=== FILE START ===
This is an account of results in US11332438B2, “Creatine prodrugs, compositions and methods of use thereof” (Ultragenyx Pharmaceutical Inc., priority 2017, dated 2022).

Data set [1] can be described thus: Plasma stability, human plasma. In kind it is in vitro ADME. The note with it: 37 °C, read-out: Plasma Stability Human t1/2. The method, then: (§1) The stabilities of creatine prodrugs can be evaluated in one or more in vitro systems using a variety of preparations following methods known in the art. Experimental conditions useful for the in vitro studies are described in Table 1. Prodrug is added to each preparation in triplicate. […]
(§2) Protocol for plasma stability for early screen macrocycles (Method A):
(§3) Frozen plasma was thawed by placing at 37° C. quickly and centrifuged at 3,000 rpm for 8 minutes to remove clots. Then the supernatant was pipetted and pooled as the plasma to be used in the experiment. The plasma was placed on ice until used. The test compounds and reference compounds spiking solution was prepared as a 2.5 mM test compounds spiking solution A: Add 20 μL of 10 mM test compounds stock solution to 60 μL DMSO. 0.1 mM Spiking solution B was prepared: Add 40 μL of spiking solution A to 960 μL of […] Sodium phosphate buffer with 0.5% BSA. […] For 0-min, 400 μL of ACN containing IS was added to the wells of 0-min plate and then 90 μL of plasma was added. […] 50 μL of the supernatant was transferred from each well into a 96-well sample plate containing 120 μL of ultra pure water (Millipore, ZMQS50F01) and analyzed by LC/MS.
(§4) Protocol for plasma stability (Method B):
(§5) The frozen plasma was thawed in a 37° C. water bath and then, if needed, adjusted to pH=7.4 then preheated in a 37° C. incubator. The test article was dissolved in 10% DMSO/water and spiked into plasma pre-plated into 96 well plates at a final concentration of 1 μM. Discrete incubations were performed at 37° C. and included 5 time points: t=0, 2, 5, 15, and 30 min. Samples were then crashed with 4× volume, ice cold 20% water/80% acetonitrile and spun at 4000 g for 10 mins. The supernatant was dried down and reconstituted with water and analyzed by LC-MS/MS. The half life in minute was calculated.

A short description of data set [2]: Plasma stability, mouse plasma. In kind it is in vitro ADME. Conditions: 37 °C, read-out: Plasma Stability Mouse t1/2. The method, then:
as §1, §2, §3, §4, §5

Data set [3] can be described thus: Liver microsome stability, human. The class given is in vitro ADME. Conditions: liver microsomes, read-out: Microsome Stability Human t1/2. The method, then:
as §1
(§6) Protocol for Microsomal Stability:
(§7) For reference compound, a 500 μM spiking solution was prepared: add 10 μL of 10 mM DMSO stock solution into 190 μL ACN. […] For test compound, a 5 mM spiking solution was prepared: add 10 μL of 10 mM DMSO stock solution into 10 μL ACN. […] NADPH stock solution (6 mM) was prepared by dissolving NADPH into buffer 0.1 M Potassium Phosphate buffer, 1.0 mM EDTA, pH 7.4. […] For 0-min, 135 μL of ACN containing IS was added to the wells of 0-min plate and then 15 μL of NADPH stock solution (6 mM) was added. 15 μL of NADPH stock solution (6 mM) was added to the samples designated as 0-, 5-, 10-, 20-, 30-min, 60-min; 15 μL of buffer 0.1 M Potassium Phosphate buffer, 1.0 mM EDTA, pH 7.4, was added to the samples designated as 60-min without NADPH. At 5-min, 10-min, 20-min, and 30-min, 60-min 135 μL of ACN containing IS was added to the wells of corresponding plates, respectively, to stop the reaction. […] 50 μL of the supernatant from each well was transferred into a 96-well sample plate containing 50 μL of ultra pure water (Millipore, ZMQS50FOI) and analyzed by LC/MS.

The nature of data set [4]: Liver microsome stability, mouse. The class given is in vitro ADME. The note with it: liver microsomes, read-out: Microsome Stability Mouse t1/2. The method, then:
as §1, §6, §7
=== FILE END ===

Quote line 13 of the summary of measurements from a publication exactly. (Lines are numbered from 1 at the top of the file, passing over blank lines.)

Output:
The nature of data set [4]: Liver microsome stability, mouse. The class given is in vitro ADME. The note with it: liver microsomes, read-out: Microsome Stability Mouse t1/2. The method, then: